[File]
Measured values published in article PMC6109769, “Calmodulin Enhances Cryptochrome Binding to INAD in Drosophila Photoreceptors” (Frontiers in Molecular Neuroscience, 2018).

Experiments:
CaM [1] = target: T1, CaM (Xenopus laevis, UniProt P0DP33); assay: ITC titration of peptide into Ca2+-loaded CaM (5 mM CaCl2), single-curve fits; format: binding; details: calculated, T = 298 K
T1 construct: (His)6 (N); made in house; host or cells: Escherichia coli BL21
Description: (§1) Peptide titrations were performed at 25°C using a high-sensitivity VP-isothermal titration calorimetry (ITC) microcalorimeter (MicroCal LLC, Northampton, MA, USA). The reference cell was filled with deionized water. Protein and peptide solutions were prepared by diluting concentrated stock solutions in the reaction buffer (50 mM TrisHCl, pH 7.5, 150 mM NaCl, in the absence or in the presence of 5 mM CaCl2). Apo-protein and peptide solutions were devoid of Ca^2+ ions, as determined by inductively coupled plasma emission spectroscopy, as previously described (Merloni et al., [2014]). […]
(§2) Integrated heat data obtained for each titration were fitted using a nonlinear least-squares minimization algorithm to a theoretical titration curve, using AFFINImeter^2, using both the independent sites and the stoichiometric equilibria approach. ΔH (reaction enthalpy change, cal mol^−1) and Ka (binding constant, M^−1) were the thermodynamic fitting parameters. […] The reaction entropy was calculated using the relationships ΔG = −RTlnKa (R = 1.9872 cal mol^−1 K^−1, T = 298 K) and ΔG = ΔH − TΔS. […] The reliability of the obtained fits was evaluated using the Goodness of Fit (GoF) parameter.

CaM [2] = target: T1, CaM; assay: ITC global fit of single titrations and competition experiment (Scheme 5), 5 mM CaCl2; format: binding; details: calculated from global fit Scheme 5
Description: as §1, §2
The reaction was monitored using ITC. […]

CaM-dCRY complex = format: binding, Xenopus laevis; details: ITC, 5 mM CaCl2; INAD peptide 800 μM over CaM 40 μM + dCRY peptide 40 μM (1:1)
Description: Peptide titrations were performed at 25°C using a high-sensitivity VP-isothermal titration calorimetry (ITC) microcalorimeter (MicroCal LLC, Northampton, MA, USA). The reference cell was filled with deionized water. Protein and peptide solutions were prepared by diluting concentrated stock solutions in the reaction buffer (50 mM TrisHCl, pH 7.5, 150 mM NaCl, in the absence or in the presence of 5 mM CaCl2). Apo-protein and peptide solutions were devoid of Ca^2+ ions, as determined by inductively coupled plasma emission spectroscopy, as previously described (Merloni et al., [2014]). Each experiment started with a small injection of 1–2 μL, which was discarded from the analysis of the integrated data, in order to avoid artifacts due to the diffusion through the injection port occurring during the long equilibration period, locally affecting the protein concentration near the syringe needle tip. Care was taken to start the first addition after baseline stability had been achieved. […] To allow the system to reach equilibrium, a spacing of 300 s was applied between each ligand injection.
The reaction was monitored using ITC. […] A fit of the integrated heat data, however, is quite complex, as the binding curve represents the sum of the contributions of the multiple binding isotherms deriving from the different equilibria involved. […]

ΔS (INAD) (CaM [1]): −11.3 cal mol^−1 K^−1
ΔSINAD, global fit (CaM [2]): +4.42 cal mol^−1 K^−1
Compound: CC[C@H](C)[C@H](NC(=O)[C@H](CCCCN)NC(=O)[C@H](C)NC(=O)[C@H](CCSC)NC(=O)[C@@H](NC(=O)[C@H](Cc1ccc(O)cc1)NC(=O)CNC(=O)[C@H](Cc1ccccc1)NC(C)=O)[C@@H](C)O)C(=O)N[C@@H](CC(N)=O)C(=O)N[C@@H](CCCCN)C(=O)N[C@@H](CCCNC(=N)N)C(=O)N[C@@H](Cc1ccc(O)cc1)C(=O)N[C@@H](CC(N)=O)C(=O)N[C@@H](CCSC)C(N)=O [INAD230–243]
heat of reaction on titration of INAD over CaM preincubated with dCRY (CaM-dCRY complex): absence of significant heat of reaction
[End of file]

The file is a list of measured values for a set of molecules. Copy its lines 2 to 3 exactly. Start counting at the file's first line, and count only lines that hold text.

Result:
Experiments:
CaM [1] = target: T1, CaM (Xenopus laevis, UniProt P0DP33); assay: ITC titration of peptide into Ca2+-loaded CaM (5 mM CaCl2), single-curve fits; format: binding; details: calculated, T = 298 K